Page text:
Repeated sputum and blood cultures were negative. Pleural fluid was obtained by puncture and microscopic examination revealed numerous polymorphonuclear leucocytes and modified acid fast positive, filamentous-branched, gram-positive rods. The growth from the specimen, which had been cultured on blood and chocolate agar plates displayed dry, irregular, adherent, white colonies after 72 h incubation at 37°C. The isolate was initially characterized on the basis of routine phenotypic test results such as colonial morphology, positive Gram stain; positive catalase test; growth in nutrient broth with lysozyme; reduction of nitrate; hydrolysis of xanthine, hypoxanthine and urea, and the inability to hydrolyze casein and tyrosine [1]. The enzymatic profile obtained by API ZYM (BioMerieux, Marcy l'Etoile, France) exhibited negative reactions to valine arylamidase, N-acetyl-β-glucosaminidase, and α-mannosidase. Antimicrobial susceptibility testing was performed simultaneously by Kirby Bauer disc diffusion [2] and E-tests (AB Biodisk, Sweden), following the protocol described by Martin et al., 2004, for other actinomycetes (Streptomyces) [3]. A suspension of the microorganism, with turbidity equivalent to 1.0 McFarland standard, was inoculated (150 μl/plate) by confluent swabbing on Mueller-Hinton agar (MHA) plates. A maximum of two E-test strips were applied to each MHA plate, which were then incubated at 35°C for 3 days. MICs were determined according to manufacturer's guidelines. Susceptibility results were as follows: penicillin G > 256 μg/ml; ampicillin > 256 μg/ml; imipenem 0.75 μg/ml; vancomycin 32 μg/ml; erythromycin 64 μg/ml; linezolid 0.5 μg/ml; trimethoprim/sulphamethoxazole (TMP/SMX) 0.75 μg/ml; gentamycin 0.25 μg/ml; amikacin 0.75 μg/ml, and ciprofloxacin 0.50 μg/ml.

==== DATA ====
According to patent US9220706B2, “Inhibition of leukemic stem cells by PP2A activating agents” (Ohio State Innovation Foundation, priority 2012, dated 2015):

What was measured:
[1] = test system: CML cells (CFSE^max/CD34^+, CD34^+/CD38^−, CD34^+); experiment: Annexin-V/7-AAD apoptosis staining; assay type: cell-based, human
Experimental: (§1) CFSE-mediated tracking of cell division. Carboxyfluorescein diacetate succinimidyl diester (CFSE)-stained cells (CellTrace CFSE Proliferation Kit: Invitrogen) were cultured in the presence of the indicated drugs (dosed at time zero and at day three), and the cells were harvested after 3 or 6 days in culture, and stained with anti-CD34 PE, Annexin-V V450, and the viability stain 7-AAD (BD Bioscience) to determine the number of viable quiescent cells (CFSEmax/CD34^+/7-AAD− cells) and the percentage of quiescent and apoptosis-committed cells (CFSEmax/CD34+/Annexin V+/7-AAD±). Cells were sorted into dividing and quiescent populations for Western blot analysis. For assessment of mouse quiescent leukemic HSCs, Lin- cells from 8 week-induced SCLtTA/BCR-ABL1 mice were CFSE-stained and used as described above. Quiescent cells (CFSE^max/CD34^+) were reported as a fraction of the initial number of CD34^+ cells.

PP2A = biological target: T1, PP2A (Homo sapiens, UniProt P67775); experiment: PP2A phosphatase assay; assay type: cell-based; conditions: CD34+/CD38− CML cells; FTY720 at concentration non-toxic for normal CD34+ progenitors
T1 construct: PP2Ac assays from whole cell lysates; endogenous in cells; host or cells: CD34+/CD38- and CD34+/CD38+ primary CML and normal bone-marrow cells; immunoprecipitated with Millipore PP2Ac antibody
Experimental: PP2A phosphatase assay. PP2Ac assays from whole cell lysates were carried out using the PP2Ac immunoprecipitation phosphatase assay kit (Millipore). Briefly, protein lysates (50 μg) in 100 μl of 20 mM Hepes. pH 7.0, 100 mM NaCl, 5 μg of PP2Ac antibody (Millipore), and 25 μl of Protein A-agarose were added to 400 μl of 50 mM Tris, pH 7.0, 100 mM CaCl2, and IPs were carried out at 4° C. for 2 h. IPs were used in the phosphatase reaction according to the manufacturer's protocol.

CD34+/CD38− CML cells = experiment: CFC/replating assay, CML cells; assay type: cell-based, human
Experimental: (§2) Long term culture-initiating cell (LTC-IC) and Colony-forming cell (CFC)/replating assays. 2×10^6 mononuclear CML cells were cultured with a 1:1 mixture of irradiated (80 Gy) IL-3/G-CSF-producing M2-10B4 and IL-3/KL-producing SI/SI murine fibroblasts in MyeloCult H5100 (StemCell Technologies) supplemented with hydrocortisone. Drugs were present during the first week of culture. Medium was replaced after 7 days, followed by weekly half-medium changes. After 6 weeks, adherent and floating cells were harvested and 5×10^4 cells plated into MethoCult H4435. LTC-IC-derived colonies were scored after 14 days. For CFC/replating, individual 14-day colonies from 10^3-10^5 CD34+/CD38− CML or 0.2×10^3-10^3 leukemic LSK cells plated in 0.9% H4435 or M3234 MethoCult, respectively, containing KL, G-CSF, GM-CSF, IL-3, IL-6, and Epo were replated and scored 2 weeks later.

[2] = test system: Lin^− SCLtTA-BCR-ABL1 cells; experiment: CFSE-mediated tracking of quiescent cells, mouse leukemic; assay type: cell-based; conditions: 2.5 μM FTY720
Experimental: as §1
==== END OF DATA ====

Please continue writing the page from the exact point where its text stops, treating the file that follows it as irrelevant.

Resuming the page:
After a tentative diagnosis of pulmonary nocardiosis, the patient was treated with TMP/SMX (2400/480 mg/day) and imipenem (4 g/day iv) for ten days. However, due to tonic-clonic convulsions, the imipenem was switched to oral linezolid 600 mg/12 h and dexamethasone 10 mg-bolus followed by 4 mg iv every 6 h. The patient developed anemia and thrombocytopenia after one week, and linezolid was therefore discontinued. The patient expired one month after admission. At autopsy, specimens from pleural fluid and the cerebral abscess were taken and cultured. Nocardia growth was observed and confirmed by subculture and microscopy: colonies had a brown velvety appearance, branching filaments were visible microscopically (0.5–1.2 μm diameter), that often fragment into rod- to coccoid shaped forms.